London City Hall – Norman Foster [updated]
Margaret Thatcher abolished the Greater London Council in 1986, and with it the job and power base of the loathsome ‘Red Ken’ Livingstone -- a popular move that began the neutering of what she called later “the left-wing municipal socialists and their front organisations,” “returning their functions (which we had already limited) to councils closer to their people.”
Auckland is just about to do the reverse.
When Tony Blair’s Government reconstituted the folly in 2000, the first “Mayor of Greater London” -- a position only barely accountable to the Greater London Authority -- was the newly resuscitated Red Ken Livingstone. And his “home” was this Glass Egg, built to house the house the new Authority’s debating chamber and its ever-burgeoning number of bureaucrats, which cost Londoners the princely sum of £43,000,000.
Almost his first move was upon moving into this new monument to the new bureaucracy, designed by Norman Foster, was to impose on Londoners driving in and out of central London a swinging tax to pay for the palace and the busybodies within.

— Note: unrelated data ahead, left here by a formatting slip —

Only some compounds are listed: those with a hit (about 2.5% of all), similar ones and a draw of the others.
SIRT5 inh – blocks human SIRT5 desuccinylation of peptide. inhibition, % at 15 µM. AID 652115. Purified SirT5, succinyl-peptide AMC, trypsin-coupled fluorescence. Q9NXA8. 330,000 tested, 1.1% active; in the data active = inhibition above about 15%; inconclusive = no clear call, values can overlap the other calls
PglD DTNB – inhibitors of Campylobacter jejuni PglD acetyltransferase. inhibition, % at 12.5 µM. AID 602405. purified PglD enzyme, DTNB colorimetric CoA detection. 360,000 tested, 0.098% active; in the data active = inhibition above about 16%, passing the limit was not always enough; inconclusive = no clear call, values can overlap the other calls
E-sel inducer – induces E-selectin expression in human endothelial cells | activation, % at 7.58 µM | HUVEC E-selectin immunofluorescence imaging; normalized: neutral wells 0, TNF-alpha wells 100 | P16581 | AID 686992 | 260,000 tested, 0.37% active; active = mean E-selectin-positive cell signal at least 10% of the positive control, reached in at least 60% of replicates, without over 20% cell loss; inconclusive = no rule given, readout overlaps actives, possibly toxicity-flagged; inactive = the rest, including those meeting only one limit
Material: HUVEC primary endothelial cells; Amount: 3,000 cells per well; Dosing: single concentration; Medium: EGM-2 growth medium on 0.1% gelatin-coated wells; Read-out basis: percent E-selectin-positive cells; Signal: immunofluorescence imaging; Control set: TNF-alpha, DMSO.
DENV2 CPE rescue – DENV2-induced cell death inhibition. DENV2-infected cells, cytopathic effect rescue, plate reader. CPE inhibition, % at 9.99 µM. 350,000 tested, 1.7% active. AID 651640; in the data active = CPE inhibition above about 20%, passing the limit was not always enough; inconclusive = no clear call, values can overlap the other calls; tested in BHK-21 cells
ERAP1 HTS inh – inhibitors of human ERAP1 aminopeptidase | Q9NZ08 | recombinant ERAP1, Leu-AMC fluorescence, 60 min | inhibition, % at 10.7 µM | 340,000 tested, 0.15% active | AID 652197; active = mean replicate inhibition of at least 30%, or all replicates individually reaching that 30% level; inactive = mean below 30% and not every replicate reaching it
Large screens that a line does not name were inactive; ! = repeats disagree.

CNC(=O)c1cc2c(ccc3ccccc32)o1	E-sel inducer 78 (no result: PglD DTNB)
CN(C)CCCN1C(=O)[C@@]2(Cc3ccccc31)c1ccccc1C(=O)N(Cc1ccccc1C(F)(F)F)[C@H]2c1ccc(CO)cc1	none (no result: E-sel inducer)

Naturally, the 440 stickybeaks and paper shufflers which the building was designed to house have exploded in number since then.
And this political model of wretched profligacy is now to be replicated in Auckland. With, undoubtedly, an architectural one to follow.
Rust never sleeps.
London’s new City Hall . . . suffers from fatal delusions of grandeur. . . It is a medium-sized office building on steroids, pumping itself up to landmark scale. Trying to look like something else. And of course it is something else, another phenomenon of our times: a camera-friendly visitor attraction.
Because this is also architecture as set design.
Very, very expensive set design.